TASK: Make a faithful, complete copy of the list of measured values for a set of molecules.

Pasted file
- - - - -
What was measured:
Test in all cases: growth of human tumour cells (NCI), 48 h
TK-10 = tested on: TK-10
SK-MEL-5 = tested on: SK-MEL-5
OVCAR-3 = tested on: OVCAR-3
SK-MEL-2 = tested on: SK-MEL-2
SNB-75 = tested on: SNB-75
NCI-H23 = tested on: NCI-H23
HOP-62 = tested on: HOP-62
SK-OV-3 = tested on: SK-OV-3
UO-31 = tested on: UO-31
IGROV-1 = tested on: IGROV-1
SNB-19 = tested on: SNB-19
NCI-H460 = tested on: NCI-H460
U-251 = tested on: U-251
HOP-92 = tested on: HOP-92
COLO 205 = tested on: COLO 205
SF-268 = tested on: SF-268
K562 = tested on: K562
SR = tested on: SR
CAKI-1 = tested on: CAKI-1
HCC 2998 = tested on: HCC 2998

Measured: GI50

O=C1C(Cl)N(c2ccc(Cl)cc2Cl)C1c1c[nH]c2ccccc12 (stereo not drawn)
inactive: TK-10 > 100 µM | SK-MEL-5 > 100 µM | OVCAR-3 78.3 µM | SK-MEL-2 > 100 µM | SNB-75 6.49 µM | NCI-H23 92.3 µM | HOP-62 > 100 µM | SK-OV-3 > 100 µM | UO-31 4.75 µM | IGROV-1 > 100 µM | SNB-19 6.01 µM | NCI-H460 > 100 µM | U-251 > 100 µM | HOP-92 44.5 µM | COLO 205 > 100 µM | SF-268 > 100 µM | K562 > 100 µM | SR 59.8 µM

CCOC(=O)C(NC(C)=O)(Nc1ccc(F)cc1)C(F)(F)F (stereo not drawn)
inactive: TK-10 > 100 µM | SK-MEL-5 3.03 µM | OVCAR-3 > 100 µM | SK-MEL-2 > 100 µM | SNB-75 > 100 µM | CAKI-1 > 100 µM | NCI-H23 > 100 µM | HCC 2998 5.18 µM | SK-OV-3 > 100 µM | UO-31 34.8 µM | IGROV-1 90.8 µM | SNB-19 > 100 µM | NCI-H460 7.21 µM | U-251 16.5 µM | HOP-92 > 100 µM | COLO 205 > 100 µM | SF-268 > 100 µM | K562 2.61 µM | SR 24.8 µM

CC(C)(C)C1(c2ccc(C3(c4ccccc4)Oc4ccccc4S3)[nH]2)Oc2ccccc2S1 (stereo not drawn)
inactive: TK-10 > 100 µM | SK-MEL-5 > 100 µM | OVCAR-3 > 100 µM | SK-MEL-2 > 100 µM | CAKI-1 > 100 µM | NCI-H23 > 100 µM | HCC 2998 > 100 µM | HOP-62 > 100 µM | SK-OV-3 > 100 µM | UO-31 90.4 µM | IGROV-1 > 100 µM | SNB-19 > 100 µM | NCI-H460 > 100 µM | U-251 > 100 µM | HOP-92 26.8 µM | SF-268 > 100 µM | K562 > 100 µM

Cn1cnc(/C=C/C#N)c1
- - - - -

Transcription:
What was measured:
Test in all cases: growth of human tumour cells (NCI), 48 h
TK-10 = tested on: TK-10
SK-MEL-5 = tested on: SK-MEL-5
OVCAR-3 = tested on: OVCAR-3
SK-MEL-2 = tested on: SK-MEL-2
SNB-75 = tested on: SNB-75
NCI-H23 = tested on: NCI-H23
HOP-62 = tested on: HOP-62
SK-OV-3 = tested on: SK-OV-3
UO-31 = tested on: UO-31
IGROV-1 = tested on: IGROV-1
SNB-19 = tested on: SNB-19
NCI-H460 = tested on: NCI-H460
U-251 = tested on: U-251
HOP-92 = tested on: HOP-92
COLO 205 = tested on: COLO 205
SF-268 = tested on: SF-268
K562 = tested on: K562
SR = tested on: SR
CAKI-1 = tested on: CAKI-1
HCC 2998 = tested on: HCC 2998

Measured: GI50

O=C1C(Cl)N(c2ccc(Cl)cc2Cl)C1c1c[nH]c2ccccc12 (stereo not drawn)
inactive: TK-10 > 100 µM | SK-MEL-5 > 100 µM | OVCAR-3 78.3 µM | SK-MEL-2 > 100 µM | SNB-75 6.49 µM | NCI-H23 92.3 µM | HOP-62 > 100 µM | SK-OV-3 > 100 µM | UO-31 4.75 µM | IGROV-1 > 100 µM | SNB-19 6.01 µM | NCI-H460 > 100 µM | U-251 > 100 µM | HOP-92 44.5 µM | COLO 205 > 100 µM | SF-268 > 100 µM | K562 > 100 µM | SR 59.8 µM

CCOC(=O)C(NC(C)=O)(Nc1ccc(F)cc1)C(F)(F)F (stereo not drawn)
inactive: TK-10 > 100 µM | SK-MEL-5 3.03 µM | OVCAR-3 > 100 µM | SK-MEL-2 > 100 µM | SNB-75 > 100 µM | CAKI-1 > 100 µM | NCI-H23 > 100 µM | HCC 2998 5.18 µM | SK-OV-3 > 100 µM | UO-31 34.8 µM | IGROV-1 90.8 µM | SNB-19 > 100 µM | NCI-H460 7.21 µM | U-251 16.5 µM | HOP-92 > 100 µM | COLO 205 > 100 µM | SF-268 > 100 µM | K562 2.61 µM | SR 24.8 µM

CC(C)(C)C1(c2ccc(C3(c4ccccc4)Oc4ccccc4S3)[nH]2)Oc2ccccc2S1 (stereo not drawn)
inactive: TK-10 > 100 µM | SK-MEL-5 > 100 µM | OVCAR-3 > 100 µM | SK-MEL-2 > 100 µM | CAKI-1 > 100 µM | NCI-H23 > 100 µM | HCC 2998 > 100 µM | HOP-62 > 100 µM | SK-OV-3 > 100 µM | UO-31 90.4 µM | IGROV-1 > 100 µM | SNB-19 > 100 µM | NCI-H460 > 100 µM | U-251 > 100 µM | HOP-92 26.8 µM | SF-268 > 100 µM | K562 > 100 µM

Cn1cnc(/C=C/C#N)c1